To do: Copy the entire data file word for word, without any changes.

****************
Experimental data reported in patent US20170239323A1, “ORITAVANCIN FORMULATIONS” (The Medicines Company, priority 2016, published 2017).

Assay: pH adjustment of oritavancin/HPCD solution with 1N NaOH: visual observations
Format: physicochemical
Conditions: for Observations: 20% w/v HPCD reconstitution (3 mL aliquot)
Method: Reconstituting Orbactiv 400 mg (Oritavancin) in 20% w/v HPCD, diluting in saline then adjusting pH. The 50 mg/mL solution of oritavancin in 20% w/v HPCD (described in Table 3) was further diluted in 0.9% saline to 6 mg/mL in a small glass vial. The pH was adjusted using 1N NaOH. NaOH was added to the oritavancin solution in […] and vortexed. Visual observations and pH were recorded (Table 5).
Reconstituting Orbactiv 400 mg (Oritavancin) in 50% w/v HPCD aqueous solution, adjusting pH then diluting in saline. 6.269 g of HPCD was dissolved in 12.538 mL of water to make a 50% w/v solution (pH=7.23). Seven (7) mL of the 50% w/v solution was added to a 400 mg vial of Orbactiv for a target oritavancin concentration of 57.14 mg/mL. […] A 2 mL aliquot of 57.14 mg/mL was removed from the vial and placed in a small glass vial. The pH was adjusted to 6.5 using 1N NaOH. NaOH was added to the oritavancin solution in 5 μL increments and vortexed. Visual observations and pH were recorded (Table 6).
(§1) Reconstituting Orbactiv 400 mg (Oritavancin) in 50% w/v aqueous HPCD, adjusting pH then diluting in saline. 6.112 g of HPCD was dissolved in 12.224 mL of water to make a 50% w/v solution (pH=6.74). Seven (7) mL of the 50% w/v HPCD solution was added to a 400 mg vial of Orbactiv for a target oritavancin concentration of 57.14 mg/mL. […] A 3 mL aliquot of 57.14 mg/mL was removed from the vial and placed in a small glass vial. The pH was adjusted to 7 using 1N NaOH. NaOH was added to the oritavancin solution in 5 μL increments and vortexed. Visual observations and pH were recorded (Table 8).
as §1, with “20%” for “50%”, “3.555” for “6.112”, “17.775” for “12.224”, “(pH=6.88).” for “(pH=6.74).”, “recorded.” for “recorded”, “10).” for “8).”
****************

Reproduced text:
Experimental data reported in patent US20170239323A1, “ORITAVANCIN FORMULATIONS” (The Medicines Company, priority 2016, published 2017).

Assay: pH adjustment of oritavancin/HPCD solution with 1N NaOH: visual observations
Format: physicochemical
Conditions: for Observations: 20% w/v HPCD reconstitution (3 mL aliquot)
Method: Reconstituting Orbactiv 400 mg (Oritavancin) in 20% w/v HPCD, diluting in saline then adjusting pH. The 50 mg/mL solution of oritavancin in 20% w/v HPCD (described in Table 3) was further diluted in 0.9% saline to 6 mg/mL in a small glass vial. The pH was adjusted using 1N NaOH. NaOH was added to the oritavancin solution in […] and vortexed. Visual observations and pH were recorded (Table 5).
Reconstituting Orbactiv 400 mg (Oritavancin) in 50% w/v HPCD aqueous solution, adjusting pH then diluting in saline. 6.269 g of HPCD was dissolved in 12.538 mL of water to make a 50% w/v solution (pH=7.23). Seven (7) mL of the 50% w/v solution was added to a 400 mg vial of Orbactiv for a target oritavancin concentration of 57.14 mg/mL. […] A 2 mL aliquot of 57.14 mg/mL was removed from the vial and placed in a small glass vial. The pH was adjusted to 6.5 using 1N NaOH. NaOH was added to the oritavancin solution in 5 μL increments and vortexed. Visual observations and pH were recorded (Table 6).
(§1) Reconstituting Orbactiv 400 mg (Oritavancin) in 50% w/v aqueous HPCD, adjusting pH then diluting in saline. 6.112 g of HPCD was dissolved in 12.224 mL of water to make a 50% w/v solution (pH=6.74). Seven (7) mL of the 50% w/v HPCD solution was added to a 400 mg vial of Orbactiv for a target oritavancin concentration of 57.14 mg/mL. […] A 3 mL aliquot of 57.14 mg/mL was removed from the vial and placed in a small glass vial. The pH was adjusted to 7 using 1N NaOH. NaOH was added to the oritavancin solution in 5 μL increments and vortexed. Visual observations and pH were recorded (Table 8).
as §1, with “20%” for “50%”, “3.555” for “6.112”, “17.775” for “12.224”, “(pH=6.88).” for “(pH=6.74).”, “recorded.” for “recorded”, “10).” for “8).”